Chicago-based band performs at the Mill


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On an average day in the Bailiff household, the band members wake up to blaring Beatles' songs around noon and empty Domino's pizza containers in the kitchen.

There is no heat in the band's rehearsal room. So when it comes time to play, the musicians usually huddle around a space heater wearing fingerless gloves, hats, and scarves.

Band drummer Ren Mathew said living with the group members influences their performance on stage.

"One piece of advice that I've found helpful was to connect with the band outside the music, such as cook breakfast together," Mathew said. "I remember thinking that was so amazing, because you're doing something intimate with each other and that if you don't know the person you're making music with, then you aren't taking advantage of that."

Bailiff will showcase its onstage chemistry at 9 p.m. Saturday at the Mill, 120 E. Burlington St. Admission is $8.

The band started in 2006, when lead singer and guitarist Josh Siegel met Mathew on Craigslist.

"I knew I needed somebody who was OK with taking ideas and jamming on them to experiment," Siegel said. "We clicked right off the bat and have been rehearsing ever since."

Many bass players have jammed for Bailiff, and the band recently gained its latest member, Owen O'Malley.

While he said it's been a challenge joining the duo, it's also been a fun experience.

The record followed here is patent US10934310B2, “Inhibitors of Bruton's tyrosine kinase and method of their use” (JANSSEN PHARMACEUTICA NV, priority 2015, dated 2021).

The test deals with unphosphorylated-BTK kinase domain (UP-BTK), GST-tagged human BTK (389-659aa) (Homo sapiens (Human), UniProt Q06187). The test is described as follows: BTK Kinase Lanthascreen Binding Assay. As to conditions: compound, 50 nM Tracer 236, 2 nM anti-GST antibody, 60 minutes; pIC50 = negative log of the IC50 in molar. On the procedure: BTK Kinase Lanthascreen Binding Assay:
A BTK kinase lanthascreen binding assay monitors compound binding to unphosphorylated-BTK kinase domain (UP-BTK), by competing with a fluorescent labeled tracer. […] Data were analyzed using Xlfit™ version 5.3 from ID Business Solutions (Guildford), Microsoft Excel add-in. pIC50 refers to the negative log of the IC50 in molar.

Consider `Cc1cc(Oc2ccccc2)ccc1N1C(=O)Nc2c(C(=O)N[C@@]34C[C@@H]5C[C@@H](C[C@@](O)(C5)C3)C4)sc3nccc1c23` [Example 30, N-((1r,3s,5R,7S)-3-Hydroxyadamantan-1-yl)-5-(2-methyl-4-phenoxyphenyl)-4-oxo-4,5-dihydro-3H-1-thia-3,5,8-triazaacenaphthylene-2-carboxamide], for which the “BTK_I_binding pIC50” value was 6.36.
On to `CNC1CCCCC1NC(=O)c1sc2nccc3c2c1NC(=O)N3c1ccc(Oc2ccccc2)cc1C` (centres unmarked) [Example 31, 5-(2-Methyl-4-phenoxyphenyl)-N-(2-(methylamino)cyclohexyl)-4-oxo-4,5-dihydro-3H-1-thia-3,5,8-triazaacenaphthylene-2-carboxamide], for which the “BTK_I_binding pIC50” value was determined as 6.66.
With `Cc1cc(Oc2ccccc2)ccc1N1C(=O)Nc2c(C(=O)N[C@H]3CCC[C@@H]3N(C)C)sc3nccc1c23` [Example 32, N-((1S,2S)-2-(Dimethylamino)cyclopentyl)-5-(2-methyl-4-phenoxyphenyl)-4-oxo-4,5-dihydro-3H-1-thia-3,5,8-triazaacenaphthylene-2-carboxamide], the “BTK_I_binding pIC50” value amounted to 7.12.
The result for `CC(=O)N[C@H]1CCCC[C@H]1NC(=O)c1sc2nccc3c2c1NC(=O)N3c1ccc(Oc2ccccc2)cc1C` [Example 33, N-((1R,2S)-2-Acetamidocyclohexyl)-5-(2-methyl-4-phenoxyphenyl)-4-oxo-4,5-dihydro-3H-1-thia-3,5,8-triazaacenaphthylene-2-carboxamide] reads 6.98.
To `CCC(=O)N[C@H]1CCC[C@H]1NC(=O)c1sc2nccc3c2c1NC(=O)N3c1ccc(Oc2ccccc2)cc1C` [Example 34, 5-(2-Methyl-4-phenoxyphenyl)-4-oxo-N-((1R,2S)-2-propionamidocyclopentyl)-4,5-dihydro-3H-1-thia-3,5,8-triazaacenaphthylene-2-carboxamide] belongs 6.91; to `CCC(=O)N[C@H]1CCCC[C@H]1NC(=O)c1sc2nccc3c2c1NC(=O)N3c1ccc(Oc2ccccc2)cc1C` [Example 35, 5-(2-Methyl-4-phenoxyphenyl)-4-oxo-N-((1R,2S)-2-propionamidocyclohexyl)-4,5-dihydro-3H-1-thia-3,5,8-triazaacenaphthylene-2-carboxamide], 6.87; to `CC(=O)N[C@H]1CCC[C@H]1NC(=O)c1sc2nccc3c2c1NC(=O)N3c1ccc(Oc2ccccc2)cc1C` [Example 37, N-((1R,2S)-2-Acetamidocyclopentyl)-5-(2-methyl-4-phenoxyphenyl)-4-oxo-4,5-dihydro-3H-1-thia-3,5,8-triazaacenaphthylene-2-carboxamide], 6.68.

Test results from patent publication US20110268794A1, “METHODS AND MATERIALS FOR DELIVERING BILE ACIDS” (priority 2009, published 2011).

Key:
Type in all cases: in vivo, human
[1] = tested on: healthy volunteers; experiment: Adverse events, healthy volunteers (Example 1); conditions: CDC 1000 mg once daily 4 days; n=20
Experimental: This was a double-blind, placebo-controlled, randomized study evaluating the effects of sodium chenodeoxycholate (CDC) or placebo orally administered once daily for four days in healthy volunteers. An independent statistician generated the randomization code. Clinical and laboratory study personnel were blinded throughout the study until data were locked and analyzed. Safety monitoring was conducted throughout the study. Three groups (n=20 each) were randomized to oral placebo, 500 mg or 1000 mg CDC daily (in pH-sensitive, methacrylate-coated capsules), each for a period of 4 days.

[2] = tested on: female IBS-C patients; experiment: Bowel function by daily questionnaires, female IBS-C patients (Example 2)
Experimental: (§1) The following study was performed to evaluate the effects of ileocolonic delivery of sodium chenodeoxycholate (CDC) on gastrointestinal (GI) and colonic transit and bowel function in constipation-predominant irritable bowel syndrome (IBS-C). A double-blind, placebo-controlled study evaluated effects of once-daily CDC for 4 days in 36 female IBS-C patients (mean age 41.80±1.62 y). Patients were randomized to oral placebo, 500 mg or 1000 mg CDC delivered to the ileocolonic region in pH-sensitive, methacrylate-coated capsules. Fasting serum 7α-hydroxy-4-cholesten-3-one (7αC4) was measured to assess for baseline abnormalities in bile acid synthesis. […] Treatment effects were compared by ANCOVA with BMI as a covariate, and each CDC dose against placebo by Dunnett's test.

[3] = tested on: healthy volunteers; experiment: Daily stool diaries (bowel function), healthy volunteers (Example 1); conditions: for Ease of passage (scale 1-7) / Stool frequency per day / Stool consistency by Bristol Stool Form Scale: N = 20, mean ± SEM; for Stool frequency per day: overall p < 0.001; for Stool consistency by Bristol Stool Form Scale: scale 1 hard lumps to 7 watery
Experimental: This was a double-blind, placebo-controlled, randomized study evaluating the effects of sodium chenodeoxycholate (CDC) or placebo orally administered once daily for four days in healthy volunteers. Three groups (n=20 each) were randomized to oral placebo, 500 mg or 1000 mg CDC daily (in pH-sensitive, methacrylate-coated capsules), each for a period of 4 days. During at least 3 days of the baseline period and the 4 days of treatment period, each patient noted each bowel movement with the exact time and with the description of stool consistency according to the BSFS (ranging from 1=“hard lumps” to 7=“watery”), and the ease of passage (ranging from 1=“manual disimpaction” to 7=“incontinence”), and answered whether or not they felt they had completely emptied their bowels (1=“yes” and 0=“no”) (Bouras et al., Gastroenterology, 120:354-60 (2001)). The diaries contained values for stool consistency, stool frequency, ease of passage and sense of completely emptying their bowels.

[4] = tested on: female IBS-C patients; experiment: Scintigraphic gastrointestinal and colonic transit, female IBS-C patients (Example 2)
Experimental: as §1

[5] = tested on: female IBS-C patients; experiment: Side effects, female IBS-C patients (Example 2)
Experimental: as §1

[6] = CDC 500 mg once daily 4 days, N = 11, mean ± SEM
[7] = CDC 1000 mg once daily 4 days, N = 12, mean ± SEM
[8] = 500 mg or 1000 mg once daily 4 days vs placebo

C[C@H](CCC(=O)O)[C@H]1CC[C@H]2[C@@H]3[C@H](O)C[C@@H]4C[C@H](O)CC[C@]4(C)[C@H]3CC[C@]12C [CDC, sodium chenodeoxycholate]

"These are the two of the best musicians I've ever played with," O'Malley said. "They make me play to my best ability, and I've learned a lot."

The three-piece group has never played in Iowa City before, but a friend told them that the Mill is the "best place to play in the city" and that it has an "old mystique" to it.

"We're really just hoping to show our music to an audience that hasn't heard it before and start to build up a following in Iowa," Siegel said.

During its tour across the Midwest, Bailiff will play songs from its d├ębut album, Red Balloon, which was released in June 2011.

The band wanted to create an album with the idea that when people pop it in and press play, it feels like one big song.

The themes of the songs range from childhood to heartache to nostalgia as the band experiments playing various styles that can go many directions.

"We wanted to make a dark-pop album," Siegel said. "My goal was to take exotic influences from other countries and turn them into American pop songs."

Siegel and Mathew said they have been exposed to a lot of different music, so using Indian, African, and blues rhythms in their songs is something that captivated them.

Siegel recalls hearing a hip-hop influence in some of the songs because of the strong drumbeats.

"It's a crazy process, and we just kind of sit down to do work, and you never know what song is going to come out," Siegel said. "We just kind of stick to the process, put in the time, and figure out what it is."

After hitting the Midwest, the band will travel to the West Coast before ending its tour in New York.

"The thing I miss while on tour is that you almost get no time by yourself," Siegel said. "But other than that, I love it and I'll always love it. I feel like myself when we're on the road."

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